He recalls: “Foxtons, particularly in the early 00s, was known as the cult because we worked and played together.” He soon became the top salesperson, because he got a flat near the office with a parking permit, which meant he could “get an extra hour’s sleep” and “do an extra viewing each day across the entire week” while others were commuting from outside London.
After meeting the property, oil and shipping magnate Peter de Savary through Foxtons, Gittins worked for him abroad on a number of island projects, including a marina and resort village in Grenada in the Caribbean. Four years later, he returned to the UK to launch the luxury apartment block One Hyde Park for the Candy brothers, who racked up more than £2bn in sales from 86 flats.
A 10-year stint at Chestertons – one of the UK’s oldest estate agents, founded in 1805 – followed, where he rose through the ranks from sales director to chief executive and turned the loss-making chain around.
Gittins was brought in by Foxtons’s new chairman, Nigel Rich, after the company came under mounting pressure for a change in leadership from large shareholders including Hosking Partners and Converium Capital. Activist investor Catalist claimed Foxtons had “lost its way”.
Those investors say that Gittins is doing a good job but complain that the company’s share price, while improved, is not reflecting the progress made. Some investors are urging Foxtons to put itself up for sale, pointing to other private equity-backed deals in the sector. (Foxtons has been in private equity ownership before, when founder Jon Hunt sold it to BC Partners in 2007.)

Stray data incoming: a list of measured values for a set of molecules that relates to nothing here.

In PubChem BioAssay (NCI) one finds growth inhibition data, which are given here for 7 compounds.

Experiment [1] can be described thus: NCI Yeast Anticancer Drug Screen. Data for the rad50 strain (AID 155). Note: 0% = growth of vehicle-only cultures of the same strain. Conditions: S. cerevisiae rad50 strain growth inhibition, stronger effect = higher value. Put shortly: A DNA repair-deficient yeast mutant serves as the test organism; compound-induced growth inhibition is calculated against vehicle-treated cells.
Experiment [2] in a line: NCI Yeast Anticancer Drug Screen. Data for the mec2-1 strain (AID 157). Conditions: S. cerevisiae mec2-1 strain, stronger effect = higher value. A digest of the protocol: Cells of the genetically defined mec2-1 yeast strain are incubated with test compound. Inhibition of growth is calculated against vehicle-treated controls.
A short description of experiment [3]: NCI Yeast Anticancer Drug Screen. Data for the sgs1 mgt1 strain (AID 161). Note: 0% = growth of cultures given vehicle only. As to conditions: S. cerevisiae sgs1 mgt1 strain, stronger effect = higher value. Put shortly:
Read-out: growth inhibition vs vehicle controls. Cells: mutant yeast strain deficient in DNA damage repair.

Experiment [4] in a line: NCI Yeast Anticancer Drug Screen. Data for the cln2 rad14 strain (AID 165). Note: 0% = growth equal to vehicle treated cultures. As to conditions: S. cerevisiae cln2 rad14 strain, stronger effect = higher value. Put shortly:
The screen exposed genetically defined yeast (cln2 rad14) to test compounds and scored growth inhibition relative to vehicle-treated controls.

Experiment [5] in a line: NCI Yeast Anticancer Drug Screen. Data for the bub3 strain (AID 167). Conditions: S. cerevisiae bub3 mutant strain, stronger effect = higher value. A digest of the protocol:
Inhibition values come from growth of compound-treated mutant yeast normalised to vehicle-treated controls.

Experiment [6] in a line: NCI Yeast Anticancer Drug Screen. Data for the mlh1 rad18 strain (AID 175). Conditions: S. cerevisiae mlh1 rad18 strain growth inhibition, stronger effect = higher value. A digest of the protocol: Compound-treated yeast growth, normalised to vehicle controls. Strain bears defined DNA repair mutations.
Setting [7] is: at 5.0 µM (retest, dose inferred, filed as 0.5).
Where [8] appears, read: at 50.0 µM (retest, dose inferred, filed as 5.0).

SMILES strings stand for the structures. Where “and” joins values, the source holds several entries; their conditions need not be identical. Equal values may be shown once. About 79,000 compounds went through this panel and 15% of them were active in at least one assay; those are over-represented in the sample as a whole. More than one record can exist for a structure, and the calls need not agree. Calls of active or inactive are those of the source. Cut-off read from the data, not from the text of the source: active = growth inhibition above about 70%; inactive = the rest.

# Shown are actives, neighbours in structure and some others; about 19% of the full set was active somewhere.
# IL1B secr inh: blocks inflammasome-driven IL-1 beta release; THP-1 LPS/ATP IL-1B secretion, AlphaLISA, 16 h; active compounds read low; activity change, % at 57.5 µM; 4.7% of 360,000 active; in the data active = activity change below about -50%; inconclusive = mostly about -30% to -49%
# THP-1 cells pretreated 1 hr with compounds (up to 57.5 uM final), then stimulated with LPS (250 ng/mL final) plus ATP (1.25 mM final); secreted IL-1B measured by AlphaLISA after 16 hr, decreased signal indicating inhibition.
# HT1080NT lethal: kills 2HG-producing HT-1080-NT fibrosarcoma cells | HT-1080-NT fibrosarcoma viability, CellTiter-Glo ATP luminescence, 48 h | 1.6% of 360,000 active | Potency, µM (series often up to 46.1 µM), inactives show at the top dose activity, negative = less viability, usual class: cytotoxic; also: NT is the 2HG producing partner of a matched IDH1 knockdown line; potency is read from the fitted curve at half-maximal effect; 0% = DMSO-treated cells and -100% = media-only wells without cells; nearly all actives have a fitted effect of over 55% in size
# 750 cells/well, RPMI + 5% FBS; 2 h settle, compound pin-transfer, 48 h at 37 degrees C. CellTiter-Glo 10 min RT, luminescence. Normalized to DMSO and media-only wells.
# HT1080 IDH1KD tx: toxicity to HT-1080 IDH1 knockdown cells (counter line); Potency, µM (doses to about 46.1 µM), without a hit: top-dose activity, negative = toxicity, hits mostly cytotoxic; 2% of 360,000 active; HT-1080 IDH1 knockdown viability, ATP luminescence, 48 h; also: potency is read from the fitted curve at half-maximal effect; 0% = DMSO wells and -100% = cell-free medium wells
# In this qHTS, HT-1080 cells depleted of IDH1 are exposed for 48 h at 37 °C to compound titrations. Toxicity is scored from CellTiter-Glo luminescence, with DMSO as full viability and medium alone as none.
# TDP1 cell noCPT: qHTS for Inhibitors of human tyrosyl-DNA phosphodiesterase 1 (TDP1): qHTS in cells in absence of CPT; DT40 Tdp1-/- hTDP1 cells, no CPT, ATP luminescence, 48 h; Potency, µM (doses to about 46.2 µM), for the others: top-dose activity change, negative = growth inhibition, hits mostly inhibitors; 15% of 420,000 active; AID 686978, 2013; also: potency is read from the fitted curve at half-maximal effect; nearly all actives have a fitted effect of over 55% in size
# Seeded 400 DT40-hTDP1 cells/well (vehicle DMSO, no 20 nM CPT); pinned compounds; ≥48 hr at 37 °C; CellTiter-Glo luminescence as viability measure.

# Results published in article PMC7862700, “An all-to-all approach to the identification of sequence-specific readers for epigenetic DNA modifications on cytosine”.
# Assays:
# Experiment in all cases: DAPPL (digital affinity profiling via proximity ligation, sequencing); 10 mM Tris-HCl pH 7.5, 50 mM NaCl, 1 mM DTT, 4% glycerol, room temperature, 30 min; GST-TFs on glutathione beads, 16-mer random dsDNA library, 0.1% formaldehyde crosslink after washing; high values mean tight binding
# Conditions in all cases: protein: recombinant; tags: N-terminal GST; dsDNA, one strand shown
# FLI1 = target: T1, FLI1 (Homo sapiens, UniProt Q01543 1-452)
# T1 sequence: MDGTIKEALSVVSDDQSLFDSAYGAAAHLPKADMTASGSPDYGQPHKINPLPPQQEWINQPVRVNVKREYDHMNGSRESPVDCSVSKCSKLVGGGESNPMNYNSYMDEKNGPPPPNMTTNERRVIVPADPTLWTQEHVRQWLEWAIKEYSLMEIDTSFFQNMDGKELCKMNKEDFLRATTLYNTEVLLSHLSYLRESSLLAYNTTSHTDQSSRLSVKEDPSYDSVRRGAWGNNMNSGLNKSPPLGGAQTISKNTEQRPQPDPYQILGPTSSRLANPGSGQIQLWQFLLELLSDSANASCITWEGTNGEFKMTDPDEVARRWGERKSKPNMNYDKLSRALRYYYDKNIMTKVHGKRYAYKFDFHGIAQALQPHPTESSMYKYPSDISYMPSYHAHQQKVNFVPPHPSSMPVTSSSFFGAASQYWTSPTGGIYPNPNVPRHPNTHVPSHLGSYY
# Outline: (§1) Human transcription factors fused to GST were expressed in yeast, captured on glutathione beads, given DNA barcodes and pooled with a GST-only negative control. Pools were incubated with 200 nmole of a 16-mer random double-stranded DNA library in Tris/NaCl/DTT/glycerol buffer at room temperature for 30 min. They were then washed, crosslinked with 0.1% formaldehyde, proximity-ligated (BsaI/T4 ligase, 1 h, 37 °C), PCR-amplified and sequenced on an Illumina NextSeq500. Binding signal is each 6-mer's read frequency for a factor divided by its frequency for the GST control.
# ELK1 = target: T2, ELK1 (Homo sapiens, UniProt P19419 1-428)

The shares, which floated at 267p in 2013 and reached a peak of 399p in 2014, are changing hands for about 54.9p. But they have risen more than 40% in the last three months.
Django Davidson, portfolio manager at 10% shareholder Hosking Partners, says: “A sale is one way to close this valuation gap – a fact that we’re sure is not lost on the current board.”
Cory Bailey, co-founder of 3G Capital, which also owns 10% of Foxtons, agrees: “It’s going to be hard for Foxtons to become a significant part of the consolidation in the sector unless they’re part of a private equity firm.” He says Foxtons’s lettings book of 30,000 properties in London is a “prime asset”.
Chestertons was recently sold to European real estate services group Emeria, owned by the Swiss private equity firm Partners Group, for a reported £100m.
Gittins dodges the buyout question. “We’re 100% focused on delivering the strategy that we set out, which is to deliver £25m to £30m of adjusted operating profit within the next three years,” compared with £14m last year, he says.
Then again, everyone has a price.
Family Married with three children (met his wife at Foxtons when they were in competing offices).
Education First-class degree in engineering and business management at Oxford Brookes University, including a year in industry with a world championship winning motorsport team.
Last holiday Christmas ski trip to Westendorf in Austria.
Best advice he’s been given “Hard work beats talent when talent doesn’t work hard.”
Biggest career mistake “When I first started, I thought it was important to fit in … when it was more important to stand out.”
Phrase he overuses “Show me the data!”
How he relaxes Skiing, spending time with family, rally driving in Wales, “negotiating the occasional lie-in to recharge the batteries”.